Up and breakfasted and out the door by 8:00.  I'm really eager to get going. I head west on Rt. 2.  I liked this a couple of weeks ago, and it's just as nice now.  Nicer, in fact.  It's less than 20oC.  I'm actually a little cool.  That's a joy.  The sun is directly behind me, throwing my shadow directly in front, and spreading warmth across my back.

About  75 Km west of Cornwall, in Johnstown, I had noticed a fort and a windmill on the way up.  I stop at the windmill - which has been converted into a lighthouse - and read the plaques.  In 1839, a small group of "Canadian Rebels" were confronted and defeated at this tower. The plaques are very informative - luckily, since the tower is closed "today only", and wouldn't open until 10 anyway.  I head further down the road to Fort Wellington.  It, also, opens only at 10.  I shoot a small cannon, and a bad exterior, and head off down the highway. 

I enjoy the good road from Brockville to Gananoque, then get on the 401.  Past Kingston, I turn down Hwy. 6 to Rt. 33 - the "Loyalist Parkway".  More important than the history to me is the fact that the road is scenic (right next to the water), well-maintained (not a main road), and has only a tiny amount of traffic. More enjoyment of cool breezes.

After a gas stop, and half an hour of driving, I come to another reason that there is very little truck traffic. There's a ferry across a small sound. It's quite lovely, but there's a half-hour wait. And a twenty-ton weight limit (not an issue for me).  Across the sound, I drive on into Picton.  It's almost lunchtime. I call some friends who live in the area. One of the problems with having no schedule is that you can't call ahead and warn people you're coming.  There is no answer at their house.  Through Picton, I stick on 33 West which follows the Prince Edward County coastline, and then turns north towards Trenton.  In the town, I pick up an army guy on a Honda Goldwing named "Battlestar Galactica". He leads me to the 401, and I head west.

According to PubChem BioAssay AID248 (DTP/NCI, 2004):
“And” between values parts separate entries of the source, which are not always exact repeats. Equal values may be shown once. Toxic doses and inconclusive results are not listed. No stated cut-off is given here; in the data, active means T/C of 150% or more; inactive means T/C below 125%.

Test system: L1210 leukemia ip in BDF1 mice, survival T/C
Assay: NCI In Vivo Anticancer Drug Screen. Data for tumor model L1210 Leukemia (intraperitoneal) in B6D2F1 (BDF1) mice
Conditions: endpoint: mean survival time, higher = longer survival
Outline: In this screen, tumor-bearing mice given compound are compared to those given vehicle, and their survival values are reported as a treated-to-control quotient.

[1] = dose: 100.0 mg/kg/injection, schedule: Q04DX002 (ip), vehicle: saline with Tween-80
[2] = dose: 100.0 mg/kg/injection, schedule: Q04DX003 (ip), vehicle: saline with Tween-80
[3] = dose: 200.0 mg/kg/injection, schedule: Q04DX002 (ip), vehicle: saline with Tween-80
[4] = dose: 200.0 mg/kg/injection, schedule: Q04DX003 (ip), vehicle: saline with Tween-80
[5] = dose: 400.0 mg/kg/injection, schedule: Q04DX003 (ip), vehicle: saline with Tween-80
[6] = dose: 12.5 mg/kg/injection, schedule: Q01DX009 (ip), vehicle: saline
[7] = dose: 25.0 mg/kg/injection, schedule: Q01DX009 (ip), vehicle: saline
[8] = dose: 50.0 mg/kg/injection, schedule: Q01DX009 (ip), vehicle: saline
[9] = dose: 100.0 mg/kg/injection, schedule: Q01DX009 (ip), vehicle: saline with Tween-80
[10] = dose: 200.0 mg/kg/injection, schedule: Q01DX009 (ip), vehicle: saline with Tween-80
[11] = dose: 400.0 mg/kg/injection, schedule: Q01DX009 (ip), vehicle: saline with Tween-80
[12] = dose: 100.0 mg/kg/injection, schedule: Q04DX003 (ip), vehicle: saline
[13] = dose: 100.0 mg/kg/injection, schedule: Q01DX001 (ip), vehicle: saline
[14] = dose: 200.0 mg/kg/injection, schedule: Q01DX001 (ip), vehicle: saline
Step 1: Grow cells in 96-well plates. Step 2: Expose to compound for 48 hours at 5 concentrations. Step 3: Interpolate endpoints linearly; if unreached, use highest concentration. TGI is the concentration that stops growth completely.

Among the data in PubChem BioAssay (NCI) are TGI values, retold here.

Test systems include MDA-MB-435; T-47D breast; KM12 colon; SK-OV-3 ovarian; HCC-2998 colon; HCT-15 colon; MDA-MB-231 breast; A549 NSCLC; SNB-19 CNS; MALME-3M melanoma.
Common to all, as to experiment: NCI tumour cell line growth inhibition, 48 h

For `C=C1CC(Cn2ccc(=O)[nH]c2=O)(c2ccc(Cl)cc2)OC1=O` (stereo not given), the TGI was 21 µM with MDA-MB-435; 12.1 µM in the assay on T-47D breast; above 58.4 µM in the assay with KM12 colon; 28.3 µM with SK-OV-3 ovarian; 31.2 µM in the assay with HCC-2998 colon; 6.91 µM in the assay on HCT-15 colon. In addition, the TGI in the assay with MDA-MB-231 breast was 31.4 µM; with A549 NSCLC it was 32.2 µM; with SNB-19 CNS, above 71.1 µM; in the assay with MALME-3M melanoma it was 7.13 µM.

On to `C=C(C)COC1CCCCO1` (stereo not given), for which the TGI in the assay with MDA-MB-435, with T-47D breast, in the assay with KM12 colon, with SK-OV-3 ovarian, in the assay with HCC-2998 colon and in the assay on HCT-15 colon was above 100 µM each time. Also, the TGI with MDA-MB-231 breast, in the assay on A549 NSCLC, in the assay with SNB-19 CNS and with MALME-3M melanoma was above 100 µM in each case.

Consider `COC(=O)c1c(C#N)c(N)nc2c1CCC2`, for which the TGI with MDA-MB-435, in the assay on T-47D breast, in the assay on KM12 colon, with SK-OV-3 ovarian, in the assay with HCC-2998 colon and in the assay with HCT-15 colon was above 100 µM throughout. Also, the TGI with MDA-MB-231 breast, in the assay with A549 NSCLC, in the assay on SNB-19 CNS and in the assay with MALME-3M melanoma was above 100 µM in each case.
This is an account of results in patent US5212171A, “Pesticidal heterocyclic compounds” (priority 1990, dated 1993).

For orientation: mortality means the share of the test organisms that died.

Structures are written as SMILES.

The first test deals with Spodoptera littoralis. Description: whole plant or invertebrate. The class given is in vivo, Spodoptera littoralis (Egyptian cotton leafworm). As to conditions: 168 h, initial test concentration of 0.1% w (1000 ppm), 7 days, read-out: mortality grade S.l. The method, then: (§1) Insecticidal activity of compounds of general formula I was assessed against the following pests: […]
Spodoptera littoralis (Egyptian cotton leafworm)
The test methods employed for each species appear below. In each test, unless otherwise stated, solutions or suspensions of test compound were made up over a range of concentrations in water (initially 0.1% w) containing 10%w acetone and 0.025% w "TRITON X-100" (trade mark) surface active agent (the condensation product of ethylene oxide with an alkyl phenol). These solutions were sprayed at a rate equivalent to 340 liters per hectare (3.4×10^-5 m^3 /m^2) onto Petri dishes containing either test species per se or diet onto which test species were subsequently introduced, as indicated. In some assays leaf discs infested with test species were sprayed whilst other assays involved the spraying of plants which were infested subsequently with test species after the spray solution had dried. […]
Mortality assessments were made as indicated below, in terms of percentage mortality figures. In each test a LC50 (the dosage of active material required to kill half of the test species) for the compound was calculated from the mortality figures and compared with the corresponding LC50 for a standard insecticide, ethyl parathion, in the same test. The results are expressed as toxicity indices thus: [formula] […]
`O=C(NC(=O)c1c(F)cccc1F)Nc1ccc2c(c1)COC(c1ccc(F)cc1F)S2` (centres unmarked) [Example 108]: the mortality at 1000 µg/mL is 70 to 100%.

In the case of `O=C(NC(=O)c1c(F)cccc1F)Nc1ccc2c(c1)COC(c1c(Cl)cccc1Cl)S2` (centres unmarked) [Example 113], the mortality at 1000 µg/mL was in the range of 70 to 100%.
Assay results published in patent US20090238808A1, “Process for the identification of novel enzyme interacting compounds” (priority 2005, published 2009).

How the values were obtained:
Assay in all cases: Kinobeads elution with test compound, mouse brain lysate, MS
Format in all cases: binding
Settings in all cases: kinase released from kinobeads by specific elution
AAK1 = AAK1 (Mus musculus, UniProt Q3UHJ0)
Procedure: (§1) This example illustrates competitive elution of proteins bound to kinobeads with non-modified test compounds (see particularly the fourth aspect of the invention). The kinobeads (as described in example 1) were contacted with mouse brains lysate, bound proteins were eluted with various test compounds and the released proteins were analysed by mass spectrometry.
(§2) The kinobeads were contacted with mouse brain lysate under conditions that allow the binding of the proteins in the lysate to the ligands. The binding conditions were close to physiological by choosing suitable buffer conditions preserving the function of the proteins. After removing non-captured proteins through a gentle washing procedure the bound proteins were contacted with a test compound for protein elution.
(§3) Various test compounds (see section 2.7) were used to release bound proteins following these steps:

I figure I've got about 200~250 Km to go.  A moment later, I see a sign saying "Toronto 160".  I'm closer than I thought!  I stop at the next rest stop and have lunch.  A few minutes later, on the road again.  The sun is warm, the air is cool, there's a headwind and lots of traffic.  The road widens to three lanes each way.  I stop at the last stop before Toronto and stretch a bit.  Only about 90 Km to go.

Traffic starts building around Oshawa, to scary city levels.  It's bumper-to-bumper at 120 Kph, even though the highway is now four lanes each way.  I would have liked a slower ramp-up to this.  When the split for express/collectors comes, giving us 7 lanes, traffic eases.  

Spotting traffic buildup ahead, I get off at Kennedy, and take surface streets.  And that's it.  I'm home. Time for another quote from Road Fever (remember, from the first day?) - the end-of-trip quote from Gary Sowby -"Another triumph for man and machine over time and the elements".